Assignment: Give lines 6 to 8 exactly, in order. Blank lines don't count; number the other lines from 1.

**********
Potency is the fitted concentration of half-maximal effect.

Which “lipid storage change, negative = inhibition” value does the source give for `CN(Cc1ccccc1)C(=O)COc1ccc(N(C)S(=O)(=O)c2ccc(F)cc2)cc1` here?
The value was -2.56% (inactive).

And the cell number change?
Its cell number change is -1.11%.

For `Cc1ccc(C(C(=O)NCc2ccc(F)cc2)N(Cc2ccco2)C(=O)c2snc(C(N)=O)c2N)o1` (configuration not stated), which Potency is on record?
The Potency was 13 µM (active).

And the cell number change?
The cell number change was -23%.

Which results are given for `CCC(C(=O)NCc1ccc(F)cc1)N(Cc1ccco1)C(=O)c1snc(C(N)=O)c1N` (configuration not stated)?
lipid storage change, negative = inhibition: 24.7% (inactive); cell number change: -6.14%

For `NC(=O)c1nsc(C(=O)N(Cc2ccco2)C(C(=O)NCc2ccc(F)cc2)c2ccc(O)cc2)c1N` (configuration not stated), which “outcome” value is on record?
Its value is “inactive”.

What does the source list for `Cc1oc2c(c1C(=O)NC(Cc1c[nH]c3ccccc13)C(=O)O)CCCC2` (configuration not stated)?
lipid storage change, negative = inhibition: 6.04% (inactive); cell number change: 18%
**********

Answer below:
For `Cc1ccc(C(C(=O)NCc2ccc(F)cc2)N(Cc2ccco2)C(=O)c2snc(C(N)=O)c2N)o1` (configuration not stated), which Potency is on record?
The Potency was 13 µM (active).

And the cell number change?